Monday, 19 October 2015
On the road with the diner king
The back cover of this chunky book has an interesting photo of John Baeder standing next to his 1975 The Magic Chef painting (part of it is on the front cover, too) interesting because it graphically shows how big the canvas is at thirty by forty-eight inches wide. I only mention it because as you look at the paintings in the book they seem even more photographic and magical because of the reduction from the originals, some of which are seventy inches wide and displayed no more than nine inches on the page, nicely none of them run over the gutter.
After many years as a Mad Man, Baeder started his diner painting career at New York's Hundred Acres Gallery presenting his first show in September 1972. Surprisingly some of his early work, of historic street scenes, is oil on canvas but in black and white, five of these are in the first few pages. Another pleasant surprise are many examples of his photography (the obvious reference point to create the paintings). Some from the sixties show close-ups of amateur signs, others are what might be called American commonplace: gas stations; drive-ins; storefronts; motels and of course, diners. Thirteen black and whites intrigued me, taken in a poor section of Atlanta on one day in March 1963 and looking like those remarkable FSA photos of the Depression years.
There are page after page of wonderful diner paintings (I counted 125 of them) and other works showing food vans, restaurants, Las Vegas street scenes and diner ephemera. So many of the diners seem like a labor of love because they contain extensive brickwork, all carefully executed. Even harder is the lettering, whoever saw a diner without a Coca-Cola or Pepsi sign, both names have repeat letters that must look absolutely identical to the original signs. The diner is the obvious focal point in all of Baeder's work but it's worth having a closer look at the sky and foliage, green leaves or just bare branches and skies that have a few clouds or fiery red sunsets yet they all blend seamlessly with the diner.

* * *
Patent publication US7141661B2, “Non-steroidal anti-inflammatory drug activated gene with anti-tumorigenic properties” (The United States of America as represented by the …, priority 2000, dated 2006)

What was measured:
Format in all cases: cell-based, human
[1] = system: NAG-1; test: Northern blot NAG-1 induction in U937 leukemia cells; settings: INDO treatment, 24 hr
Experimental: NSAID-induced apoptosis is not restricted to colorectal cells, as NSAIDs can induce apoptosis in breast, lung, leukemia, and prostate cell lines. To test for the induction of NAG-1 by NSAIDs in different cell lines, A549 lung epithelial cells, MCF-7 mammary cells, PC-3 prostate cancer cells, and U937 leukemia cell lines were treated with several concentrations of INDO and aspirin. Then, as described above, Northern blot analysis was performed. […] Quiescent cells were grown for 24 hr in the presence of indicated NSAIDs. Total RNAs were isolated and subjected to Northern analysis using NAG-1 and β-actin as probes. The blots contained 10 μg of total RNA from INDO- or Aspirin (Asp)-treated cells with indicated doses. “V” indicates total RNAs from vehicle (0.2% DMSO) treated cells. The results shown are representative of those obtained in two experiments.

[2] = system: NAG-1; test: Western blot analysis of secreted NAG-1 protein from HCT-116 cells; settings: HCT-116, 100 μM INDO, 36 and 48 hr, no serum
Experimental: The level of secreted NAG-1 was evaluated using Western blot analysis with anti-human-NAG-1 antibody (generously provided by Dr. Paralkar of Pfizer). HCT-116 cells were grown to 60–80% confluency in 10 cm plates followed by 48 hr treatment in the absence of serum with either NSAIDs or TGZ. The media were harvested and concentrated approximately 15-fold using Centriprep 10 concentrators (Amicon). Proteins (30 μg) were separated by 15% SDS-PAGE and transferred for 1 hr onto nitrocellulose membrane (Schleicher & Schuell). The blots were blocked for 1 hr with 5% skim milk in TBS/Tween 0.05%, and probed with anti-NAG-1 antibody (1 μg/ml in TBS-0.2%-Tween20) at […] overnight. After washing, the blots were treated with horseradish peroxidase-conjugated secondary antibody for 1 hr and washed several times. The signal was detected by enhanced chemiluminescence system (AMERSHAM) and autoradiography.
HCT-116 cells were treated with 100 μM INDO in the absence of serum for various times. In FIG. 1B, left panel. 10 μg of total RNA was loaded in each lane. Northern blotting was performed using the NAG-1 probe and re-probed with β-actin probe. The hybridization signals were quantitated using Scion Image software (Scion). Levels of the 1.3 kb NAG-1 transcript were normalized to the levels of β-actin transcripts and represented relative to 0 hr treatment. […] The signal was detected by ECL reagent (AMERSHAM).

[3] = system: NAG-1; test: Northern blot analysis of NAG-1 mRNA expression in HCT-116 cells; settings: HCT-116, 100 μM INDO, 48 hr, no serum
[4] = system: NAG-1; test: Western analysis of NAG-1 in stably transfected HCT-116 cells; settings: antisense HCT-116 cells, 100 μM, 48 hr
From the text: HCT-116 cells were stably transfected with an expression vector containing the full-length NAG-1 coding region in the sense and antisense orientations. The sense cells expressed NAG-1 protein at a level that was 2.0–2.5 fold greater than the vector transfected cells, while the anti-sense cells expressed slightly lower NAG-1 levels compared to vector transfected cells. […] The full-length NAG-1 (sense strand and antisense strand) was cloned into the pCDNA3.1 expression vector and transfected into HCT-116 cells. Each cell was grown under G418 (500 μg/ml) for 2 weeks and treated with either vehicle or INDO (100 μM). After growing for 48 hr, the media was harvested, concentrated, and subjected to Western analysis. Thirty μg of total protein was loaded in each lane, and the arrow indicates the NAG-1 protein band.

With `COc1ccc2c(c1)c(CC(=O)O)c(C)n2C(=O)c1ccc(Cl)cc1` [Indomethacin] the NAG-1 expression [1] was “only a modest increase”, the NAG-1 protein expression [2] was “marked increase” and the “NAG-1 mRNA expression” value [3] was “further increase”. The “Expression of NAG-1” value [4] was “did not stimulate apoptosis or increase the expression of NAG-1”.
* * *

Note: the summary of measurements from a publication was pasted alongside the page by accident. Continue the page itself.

Photography has obviously been an important part of Baeder's creativity and in a chapter called The still lifes: an inner road trip there are nine exquisite still life tableaus of historic model cars with backdrops of flowers, fruit, ceramics and covers of period books. These photos taken from 2011 onwards are part of the artist's move away from diners, the final series of these might be called diner-lite, the structures painted head-on and minus cars and street scene detail that were so much a part of each painting over the previous forty years. The last chapter reveals that Baeder has taken to the air by painting vintage aircraft based on a large collection of photos he kept as a teenager. The nine shown are paintings done in an almost mono style of black or sepia, accurate to the original photos.
I thought the book was an excellent overview of Baeder's life and mixed in with the three hundred images Jay Williams writes an honest and heartfelt biography of the artist. Printed on a reasonable matt art using a 175 screen with Laura Lindgren's design adding to the overall appeal of the book.